The NHS, police and social services are still failing to do enough to protect children from abuse, a report says.
The NHS, police and social services all failed to help Victoria
It follows the first large scale review of child protection arrangements across the UK by government inspectors.
They found that while changes have been made since the Victoria Climbie inquiry, improvements are still needed.
The report reveals that many of the institutional failures that led to the death of eight-year-old Victoria three years ago, still exist today.
Victoria died from abuse and neglect while living with her aunt Marie-Therese Kouao and her boyfriend Carl Manning in Tottenham, north London.
She had been seen by dozens of social workers, nurses, doctors and police officers before she died but all failed to spot and stop the abuse as she was slowly tortured to death.
The inquiry into her death called for radical reforms of child protection services when it published its report earlier this year.
Three government inspectorates - covering the NHS, police and social services - have carried out a review of changes since the inquiry.
It suggests that some organisations are still failing to change the way they work.
For instance, their review shows that a small number of social services departments had a high level of unallocated child protection cases.
In addition, some NHS organisations have only limited access to the child protection register and previous case notes.
The Climbie inquiry said these problems played a role in the death of eight-year-old Victoria.
The report said there were huge variations in the steps being taken by organisations to protect children from abuse.
In the case of the NHS, it said some trusts were potentially putting children at risk.
Just 45% of social services departments were found to be serving children well. However, over half of these are showing signs of improvement.
Averil Nottage, acting chief inspector of the Social Services Inspectorate (SSI), said more needs to be done.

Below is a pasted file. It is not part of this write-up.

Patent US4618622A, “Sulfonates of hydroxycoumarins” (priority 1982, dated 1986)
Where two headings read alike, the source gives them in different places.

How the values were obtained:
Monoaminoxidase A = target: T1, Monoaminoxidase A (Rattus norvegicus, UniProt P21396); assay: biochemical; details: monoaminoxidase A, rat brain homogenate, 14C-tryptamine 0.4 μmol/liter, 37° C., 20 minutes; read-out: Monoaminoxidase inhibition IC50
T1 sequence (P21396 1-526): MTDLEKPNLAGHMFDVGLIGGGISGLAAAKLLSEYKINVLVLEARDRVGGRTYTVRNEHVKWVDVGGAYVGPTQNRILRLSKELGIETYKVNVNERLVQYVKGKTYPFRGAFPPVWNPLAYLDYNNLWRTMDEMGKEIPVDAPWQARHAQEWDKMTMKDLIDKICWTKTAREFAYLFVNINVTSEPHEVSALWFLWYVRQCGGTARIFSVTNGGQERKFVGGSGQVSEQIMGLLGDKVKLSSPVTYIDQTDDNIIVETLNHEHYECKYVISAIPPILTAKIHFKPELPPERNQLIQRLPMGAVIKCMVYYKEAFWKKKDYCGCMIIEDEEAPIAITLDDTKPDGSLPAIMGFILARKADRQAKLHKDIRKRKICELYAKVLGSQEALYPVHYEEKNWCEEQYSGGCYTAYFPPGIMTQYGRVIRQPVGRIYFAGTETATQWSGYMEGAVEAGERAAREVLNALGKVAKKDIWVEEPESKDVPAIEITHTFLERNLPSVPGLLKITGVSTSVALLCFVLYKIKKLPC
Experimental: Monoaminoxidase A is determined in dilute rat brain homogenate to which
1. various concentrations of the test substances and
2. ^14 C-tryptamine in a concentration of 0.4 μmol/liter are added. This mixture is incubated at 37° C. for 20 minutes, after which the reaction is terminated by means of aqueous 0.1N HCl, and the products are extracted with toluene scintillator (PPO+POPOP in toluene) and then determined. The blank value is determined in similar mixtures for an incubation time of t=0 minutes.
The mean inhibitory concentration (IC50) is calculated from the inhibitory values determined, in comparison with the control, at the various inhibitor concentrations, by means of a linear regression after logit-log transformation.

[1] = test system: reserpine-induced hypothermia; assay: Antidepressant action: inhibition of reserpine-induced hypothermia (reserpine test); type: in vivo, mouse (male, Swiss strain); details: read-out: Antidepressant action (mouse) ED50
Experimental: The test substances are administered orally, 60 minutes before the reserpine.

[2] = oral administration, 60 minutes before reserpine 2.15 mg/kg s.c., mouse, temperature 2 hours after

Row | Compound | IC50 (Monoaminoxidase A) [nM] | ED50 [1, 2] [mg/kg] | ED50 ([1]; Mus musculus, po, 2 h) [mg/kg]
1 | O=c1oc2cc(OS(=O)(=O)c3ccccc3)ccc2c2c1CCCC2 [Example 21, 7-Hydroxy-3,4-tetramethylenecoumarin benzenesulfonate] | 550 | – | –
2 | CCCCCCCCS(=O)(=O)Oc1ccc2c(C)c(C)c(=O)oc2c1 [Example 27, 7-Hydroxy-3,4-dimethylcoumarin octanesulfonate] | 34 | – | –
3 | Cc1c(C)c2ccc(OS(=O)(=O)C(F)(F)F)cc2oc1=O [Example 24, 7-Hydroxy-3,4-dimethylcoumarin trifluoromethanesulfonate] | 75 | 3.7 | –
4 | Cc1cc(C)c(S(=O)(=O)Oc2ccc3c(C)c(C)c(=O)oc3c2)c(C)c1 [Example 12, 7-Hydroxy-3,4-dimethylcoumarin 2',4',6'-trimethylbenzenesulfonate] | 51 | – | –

"Further work is required if the lessons from Victoria's death are to be learnt in ensuring appropriate action is taken for all children.
SSI will work with councils to ensure they address areas of weakness, particularly councils experiencing difficulties in this area."
Jocelyn Cornwell, acting chief executive of the Commission for Health Improvement, said: "Victoria Climbié was consistently let down by those who should have helped her and the inquiry exposed serious failings on the part of the agencies involved with her.
"We can report that since the inquiry there is good evidence to show that NHS organisations are taking action to prevent such a tragedy ever happening again.
"However, parts of the health service have more work to do before we can say that all NHS organisations are protecting children and young people, all the time."
Sir Keith Povey, HM Chief Inspector of Constabulary, said: "Much remains to be done."
The Minister for Children Margaret Hodge said children must become a priority for the NHS, social services and the police.
"The tragic death of Victoria Climbié showed us, yet again, that we must change the way we work to better protect children.
"Today's report shows that steady progress has been made by police, social services and the NHS in response to Lord Laming's report.
"But improving child protection must be the priority for all agencies with a responsibility for children."